SLAVES IN DISGUISE MAKE IT NORTH TO FREEDOM
Ellen and William Craft were husband and wife slaves, married in 1846, in Macon Georgia. Ellen was Mulatto and William was of dark complexion (their skin tone plays a great part in their escape and what station they work in as slaves.) Ellen worked as a housemaid for a white physician, while William work for a white cabinetmaker. They could share a few hours together after their work was completed.
In December 1848, William came up with an idea to escape the slavery of the south and to head north to be free, start a family, start a new life. He wrote, "It occurred to me that, as my wife was nearly white, I might get her to disguise herself as an invalid gentleman, and assume to be my master... and that in this manner we might effect our escape."
In the beginning Ellen did not think this idea would work due to her smooth facial skin, neither of them could read or write, and they had to travel over 1,000 miles across slave states.
As Christmas approached, some slaves were given a few days off, so this is when Ellen and William finalized their plan. Ellen would pose as a young, wealthy slaveholder named William Johnson, and that they would use public transportation. Due to the fact that Ellen could not write, she put her arm in a sling, knowing a signature would be needed for them to board the train, she would simply ask for assistance. She also covered her chin area with a handkerchief. With this done they headed to the Macon train depot.
ROUTE TAKEN BY SLAVES
At one point they believed they were caught when they seen a neighbor of Ellen's master. Then a slaveholder offered to by William from Mr. Johnson (Ellen.) Mr. Johnson (Ellen) was continuously warned that he shouldn't take his slave north to the free states. The two-hundred-mile trip to Savannah passed and they then boarded another boat, bound for Charleston, South Carolina. Out of fear of getting caught Ellen and William stayed in the cabin until all the passengers were gone.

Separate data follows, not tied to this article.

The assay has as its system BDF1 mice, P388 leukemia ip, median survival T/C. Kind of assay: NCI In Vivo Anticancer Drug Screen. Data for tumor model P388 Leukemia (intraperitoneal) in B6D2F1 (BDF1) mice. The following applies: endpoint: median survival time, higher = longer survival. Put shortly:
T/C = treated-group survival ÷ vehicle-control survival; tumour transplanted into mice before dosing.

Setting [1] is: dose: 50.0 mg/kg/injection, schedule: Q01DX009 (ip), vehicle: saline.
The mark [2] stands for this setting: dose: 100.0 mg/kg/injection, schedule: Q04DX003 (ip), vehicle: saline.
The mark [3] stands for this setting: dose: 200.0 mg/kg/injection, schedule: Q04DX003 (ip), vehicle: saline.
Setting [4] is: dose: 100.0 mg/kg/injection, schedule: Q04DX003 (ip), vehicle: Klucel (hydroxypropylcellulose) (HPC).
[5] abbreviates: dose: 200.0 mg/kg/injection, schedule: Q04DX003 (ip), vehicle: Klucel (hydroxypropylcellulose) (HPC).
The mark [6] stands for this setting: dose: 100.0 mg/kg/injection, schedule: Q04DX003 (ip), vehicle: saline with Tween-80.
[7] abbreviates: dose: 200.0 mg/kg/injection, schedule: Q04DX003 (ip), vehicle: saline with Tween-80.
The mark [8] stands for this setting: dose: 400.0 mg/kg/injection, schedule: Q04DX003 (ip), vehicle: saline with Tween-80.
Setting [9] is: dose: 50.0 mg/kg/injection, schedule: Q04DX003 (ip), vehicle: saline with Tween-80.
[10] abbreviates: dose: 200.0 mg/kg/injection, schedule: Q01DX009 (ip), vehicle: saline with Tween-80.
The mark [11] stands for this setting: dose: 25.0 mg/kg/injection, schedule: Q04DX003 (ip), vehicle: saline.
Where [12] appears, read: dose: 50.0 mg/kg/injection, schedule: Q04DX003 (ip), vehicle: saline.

Ellen and William made their way to a hotel to wait out their departure by yet another boat to Wilmington.On their arrival, on December the 23, they then boarded a train heading for Richmond, Virginia. Next they took a train to Fredericksburg, a boat to Washington D. C. and then another train to Baltimore, Maryland. By now they had the roles as master and slave perfected.
On Christmas Eve, while in Baltimore William said "we felt anxious, we knew not what that last dark night would bring forth." Conductors in Baltimore were more watchful of slaves.They did not want any slaves to pass this point of travel for fear they would escape into Pennsylvania.
When Ellen learned that they may get sent back she thought that they were doomed to be slave for the rest of their life.However the conductor of the previous train vouched for them and they were on their way to Philadelphia, to a boarding house recommended to them.
They moved further north to Boston with the help of abolitionists.They became well known but were being hunted by men who could legally capture and return them to their masters, this was know as the Fugitive Slave Act and it was passed in1850.
The Crafts eluded the slave hunters and moved to England.There they had five children and learned to read and write. After ten years they returned to Georgia and started an agriculture school for slaves.
Because of financial problems and the rise of the KKK the were forced to close the school and to move in with their daughter.
FREEDOM AT LAST
Although the Klan burned down Ellen and Williams plantation they were never discouraged Ellen rebuilt and had plans on opening a school for children.
William wrote of their escape in 1860 titled: Running a Thousand Miles to Freedom.
Ellen died in 1891 and William in 1900 in Charleston, South Carolina.
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LIFE OF A SLAVE
- Slavery Slideshow | Underground Railroad Student Activity | Scholastic.com
Students explore the history behind slavery in America and learn what life was like for people living without freedom. This interactive photo slideshow includes images and audio to follow along in the classroom.
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